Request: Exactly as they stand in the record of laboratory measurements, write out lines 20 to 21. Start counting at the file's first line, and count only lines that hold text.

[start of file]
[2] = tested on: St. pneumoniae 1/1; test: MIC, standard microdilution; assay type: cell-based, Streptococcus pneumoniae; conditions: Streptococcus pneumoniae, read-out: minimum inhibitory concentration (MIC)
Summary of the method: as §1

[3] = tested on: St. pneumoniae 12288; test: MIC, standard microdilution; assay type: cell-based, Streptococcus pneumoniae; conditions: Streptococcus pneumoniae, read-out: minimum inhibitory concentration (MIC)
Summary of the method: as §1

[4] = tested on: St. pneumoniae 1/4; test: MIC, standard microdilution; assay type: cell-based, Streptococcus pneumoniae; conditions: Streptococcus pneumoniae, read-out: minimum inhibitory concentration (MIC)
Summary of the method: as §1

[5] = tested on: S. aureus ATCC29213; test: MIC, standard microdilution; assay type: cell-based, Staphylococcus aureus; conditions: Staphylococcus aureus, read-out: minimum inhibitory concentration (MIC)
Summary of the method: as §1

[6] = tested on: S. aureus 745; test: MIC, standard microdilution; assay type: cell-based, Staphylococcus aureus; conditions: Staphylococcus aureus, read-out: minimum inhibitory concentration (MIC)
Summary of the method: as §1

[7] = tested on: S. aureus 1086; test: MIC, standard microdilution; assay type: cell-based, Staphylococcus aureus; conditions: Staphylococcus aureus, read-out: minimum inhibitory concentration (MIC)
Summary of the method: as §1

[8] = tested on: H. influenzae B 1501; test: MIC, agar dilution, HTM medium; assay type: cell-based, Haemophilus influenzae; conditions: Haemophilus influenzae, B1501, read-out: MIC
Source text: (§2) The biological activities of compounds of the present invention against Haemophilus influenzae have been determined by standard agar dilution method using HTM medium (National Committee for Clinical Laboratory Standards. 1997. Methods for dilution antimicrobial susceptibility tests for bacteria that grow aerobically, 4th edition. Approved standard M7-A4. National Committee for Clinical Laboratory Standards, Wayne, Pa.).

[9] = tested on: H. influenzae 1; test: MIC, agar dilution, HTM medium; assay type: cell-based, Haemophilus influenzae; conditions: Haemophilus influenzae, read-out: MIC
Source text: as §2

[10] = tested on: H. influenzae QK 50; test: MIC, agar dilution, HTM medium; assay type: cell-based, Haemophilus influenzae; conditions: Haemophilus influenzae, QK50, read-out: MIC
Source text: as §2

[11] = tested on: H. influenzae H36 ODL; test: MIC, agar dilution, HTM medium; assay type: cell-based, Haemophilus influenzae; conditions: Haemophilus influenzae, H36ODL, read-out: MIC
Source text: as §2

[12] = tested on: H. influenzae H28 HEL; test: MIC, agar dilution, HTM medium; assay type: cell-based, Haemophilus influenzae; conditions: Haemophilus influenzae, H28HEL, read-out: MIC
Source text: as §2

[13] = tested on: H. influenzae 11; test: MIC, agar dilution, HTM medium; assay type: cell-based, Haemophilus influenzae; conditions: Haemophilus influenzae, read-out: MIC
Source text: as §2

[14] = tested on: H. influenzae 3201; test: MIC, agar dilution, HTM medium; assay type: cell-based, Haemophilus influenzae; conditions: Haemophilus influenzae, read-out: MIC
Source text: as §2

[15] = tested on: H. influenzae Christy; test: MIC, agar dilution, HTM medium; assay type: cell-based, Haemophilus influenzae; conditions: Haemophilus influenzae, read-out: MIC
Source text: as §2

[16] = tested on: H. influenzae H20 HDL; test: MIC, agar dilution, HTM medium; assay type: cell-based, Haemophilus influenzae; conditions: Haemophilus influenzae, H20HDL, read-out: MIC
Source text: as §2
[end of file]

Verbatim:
Source text: as §2

[12] = tested on: H. influenzae H28 HEL; test: MIC, agar dilution, HTM medium; assay type: cell-based, Haemophilus influenzae; conditions: Haemophilus influenzae, H28HEL, read-out: MIC